from The American Heritage® Dictionary of the English Language, 4th Edition
- Avicenna 980-1037. Persian physician and Neo-Platonist philosopher noted for his Canon of Medicine, a standard medical textbook used in Europe until the 17th century.
from Wiktionary, Creative Commons Attribution/Share-Alike License
- proper n. Western name of Abū ʿAlī al-Ḥusayn ibn ʿAbd Allāh ibn Sīnā commonly known as Ibn Sīnā, a Persian polymath
from WordNet 3.0 Copyright 2006 by Princeton University. All rights reserved.
- n. Arabian physician and influential Islamic philosopher; his interpretation of Aristotle influenced St. Thomas Aquinas; writings on medicine were important for almost 500 years (980-1037)
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But, in Avicenna's view, a wetnurse was necessary because the mother was too weak from her labor to provide milk. 125 The possibility of corruption at the outset of lactation paralleled the belief that external forces could effect negative changes in its quality.
This attracted Ali ibn-Sina (aka Avicenna in West), who cured the sultan and wrote a remarkably accurate medical handbook, used in the Europe until the 19th century (a museum devoted to him is in the suburbs).
Ibn Sina, better known as Avicenna, a man of Persian origin, was a
The first of the Arabians, known throughout the Middle Ages as the Prince, the rival, indeed, of Galen, was the Persian Ibn Sina, better known as Avicenna, one of the greatest names in the history of medicine.
A favourite principle of Avicenna, which is quoted not only by Averroes but also by the Schoolmen, and especially by St. Albert the Great, was intellectus in formis agit universalitatem, that is, the universality of our ideas is the result of the activity of the mind itself.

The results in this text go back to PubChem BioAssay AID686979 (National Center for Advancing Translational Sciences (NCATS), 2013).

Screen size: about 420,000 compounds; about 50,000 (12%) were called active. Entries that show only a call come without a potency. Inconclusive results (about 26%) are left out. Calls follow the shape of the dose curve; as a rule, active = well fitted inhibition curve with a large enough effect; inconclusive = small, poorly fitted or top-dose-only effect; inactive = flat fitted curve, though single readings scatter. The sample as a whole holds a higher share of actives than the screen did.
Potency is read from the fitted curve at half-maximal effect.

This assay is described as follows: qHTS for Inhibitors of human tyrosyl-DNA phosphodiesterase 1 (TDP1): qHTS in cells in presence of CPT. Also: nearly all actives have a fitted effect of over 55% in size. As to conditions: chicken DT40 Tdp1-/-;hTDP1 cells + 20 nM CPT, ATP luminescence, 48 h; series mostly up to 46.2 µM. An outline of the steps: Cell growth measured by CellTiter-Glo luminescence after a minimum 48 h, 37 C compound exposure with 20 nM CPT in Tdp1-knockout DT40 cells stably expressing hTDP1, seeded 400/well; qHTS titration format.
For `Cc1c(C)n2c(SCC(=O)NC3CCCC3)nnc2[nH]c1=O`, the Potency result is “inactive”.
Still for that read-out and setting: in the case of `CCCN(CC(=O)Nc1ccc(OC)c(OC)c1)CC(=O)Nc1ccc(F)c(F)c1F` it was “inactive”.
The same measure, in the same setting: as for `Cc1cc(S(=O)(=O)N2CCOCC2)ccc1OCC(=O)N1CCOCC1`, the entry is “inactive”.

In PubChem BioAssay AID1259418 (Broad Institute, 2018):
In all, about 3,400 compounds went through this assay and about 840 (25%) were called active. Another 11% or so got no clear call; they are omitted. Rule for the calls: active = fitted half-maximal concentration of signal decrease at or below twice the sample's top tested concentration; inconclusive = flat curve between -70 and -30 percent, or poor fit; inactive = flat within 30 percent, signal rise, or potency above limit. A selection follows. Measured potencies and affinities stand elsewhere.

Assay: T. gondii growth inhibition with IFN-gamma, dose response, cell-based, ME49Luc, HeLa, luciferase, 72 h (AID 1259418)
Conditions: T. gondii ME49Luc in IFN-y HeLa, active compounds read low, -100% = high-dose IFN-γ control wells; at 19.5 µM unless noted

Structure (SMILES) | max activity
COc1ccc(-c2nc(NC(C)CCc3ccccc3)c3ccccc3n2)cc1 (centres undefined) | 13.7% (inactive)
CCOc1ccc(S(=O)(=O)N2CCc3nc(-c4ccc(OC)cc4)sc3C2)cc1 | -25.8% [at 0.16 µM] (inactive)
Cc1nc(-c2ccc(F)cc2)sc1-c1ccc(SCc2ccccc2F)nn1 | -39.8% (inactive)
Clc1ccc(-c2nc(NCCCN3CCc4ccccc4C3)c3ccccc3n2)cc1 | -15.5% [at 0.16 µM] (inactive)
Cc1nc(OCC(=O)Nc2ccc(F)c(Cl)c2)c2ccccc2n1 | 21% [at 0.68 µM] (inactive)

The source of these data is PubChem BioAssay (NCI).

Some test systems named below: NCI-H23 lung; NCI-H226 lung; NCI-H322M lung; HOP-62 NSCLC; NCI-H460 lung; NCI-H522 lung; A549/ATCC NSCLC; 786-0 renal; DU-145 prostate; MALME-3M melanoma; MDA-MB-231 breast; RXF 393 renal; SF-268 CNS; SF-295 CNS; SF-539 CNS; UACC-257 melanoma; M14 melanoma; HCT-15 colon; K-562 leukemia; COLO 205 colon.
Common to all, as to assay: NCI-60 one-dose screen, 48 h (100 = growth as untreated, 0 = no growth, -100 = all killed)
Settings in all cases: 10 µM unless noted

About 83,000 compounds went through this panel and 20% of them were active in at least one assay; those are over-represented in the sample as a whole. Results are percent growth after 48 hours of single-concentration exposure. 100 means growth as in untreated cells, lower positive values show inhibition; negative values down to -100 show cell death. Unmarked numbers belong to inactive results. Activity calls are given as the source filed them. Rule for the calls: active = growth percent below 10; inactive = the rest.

Prince, the rival, indeed, of Galen, was the Persian Ibn Sina, better known as Avicenna, one of the greatest names in the history of medicine.
In the famous attack by al-Ghazali (d. 1111) in his Incoherence of the Philosophers, thinkers such as Avicenna were condemned for heresy for their failure to demonstrate the supposed Qur™anic account of physical resurrection and the reality of the afterlife.
Again Arabs such as Avicenna and Abū'l-Barakāt had used equivalent Arabic termi - nology to express the same idea, and thirteenth-century
Isidore certainly influenced Muslim scholars in Spain but, Bede apart, no Christian scholar from the mid-7th to early 11th century made an original contribution to scholarship comparable to those of Muslims such as Avicenna and Averroes or Jews such as Moses Maimonides.
By the 13th century numerous versions of the theory had emerged, but Thomas Aquinas seems to have largely adopted that of the Arab philosopher Avicenna although not without some modifications.
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